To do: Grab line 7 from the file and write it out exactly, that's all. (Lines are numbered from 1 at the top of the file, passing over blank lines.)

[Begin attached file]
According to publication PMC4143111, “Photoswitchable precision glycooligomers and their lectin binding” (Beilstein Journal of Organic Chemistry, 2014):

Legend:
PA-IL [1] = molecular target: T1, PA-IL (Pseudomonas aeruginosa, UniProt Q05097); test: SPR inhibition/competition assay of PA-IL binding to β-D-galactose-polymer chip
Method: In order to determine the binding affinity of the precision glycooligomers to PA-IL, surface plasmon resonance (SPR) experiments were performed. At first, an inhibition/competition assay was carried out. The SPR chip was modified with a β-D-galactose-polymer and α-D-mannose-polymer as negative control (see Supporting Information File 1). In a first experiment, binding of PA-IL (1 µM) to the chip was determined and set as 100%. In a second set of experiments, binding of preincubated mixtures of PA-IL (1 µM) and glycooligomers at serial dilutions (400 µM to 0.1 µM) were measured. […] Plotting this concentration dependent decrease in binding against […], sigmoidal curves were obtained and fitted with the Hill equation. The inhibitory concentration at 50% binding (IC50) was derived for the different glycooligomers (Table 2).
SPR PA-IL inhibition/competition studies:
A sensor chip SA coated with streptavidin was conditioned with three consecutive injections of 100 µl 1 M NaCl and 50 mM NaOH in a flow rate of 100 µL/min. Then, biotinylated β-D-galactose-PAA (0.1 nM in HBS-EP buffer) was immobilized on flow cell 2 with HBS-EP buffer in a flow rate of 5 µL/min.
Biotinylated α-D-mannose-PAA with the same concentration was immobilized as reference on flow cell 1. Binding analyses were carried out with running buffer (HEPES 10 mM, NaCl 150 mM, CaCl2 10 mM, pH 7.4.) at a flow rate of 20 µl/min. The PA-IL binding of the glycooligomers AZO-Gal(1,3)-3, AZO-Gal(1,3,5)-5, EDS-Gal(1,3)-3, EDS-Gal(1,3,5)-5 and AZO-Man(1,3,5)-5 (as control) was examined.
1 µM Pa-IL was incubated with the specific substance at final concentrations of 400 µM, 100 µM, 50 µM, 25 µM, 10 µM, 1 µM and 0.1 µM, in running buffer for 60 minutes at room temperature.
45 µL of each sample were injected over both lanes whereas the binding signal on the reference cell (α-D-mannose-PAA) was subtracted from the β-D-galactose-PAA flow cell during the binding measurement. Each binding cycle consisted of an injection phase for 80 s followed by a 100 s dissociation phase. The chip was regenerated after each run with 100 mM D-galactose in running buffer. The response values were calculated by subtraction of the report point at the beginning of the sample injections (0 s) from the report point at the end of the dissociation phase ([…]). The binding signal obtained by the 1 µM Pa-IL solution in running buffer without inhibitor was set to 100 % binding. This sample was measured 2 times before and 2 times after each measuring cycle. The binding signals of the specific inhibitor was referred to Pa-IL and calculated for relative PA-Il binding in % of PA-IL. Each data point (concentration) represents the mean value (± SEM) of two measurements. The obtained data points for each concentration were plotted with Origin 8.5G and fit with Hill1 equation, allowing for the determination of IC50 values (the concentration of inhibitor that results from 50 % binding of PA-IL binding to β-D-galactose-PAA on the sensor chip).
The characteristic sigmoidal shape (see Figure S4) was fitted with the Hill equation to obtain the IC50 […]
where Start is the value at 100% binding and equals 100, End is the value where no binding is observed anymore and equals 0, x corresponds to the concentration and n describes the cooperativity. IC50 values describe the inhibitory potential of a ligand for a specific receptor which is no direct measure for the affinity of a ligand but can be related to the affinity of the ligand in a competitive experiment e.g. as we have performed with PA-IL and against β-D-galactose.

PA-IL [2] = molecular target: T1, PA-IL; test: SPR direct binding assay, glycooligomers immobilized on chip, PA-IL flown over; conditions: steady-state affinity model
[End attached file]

Biotinylated α-D-mannose-PAA with the same concentration was immobilized as reference on flow cell 1. Binding analyses were carried out with running buffer (HEPES 10 mM, NaCl 150 mM, CaCl2 10 mM, pH 7.4.) at a flow rate of 20 µl/min. The PA-IL binding of the glycooligomers AZO-Gal(1,3)-3, AZO-Gal(1,3,5)-5, EDS-Gal(1,3)-3, EDS-Gal(1,3,5)-5 and AZO-Man(1,3,5)-5 (as control) was examined.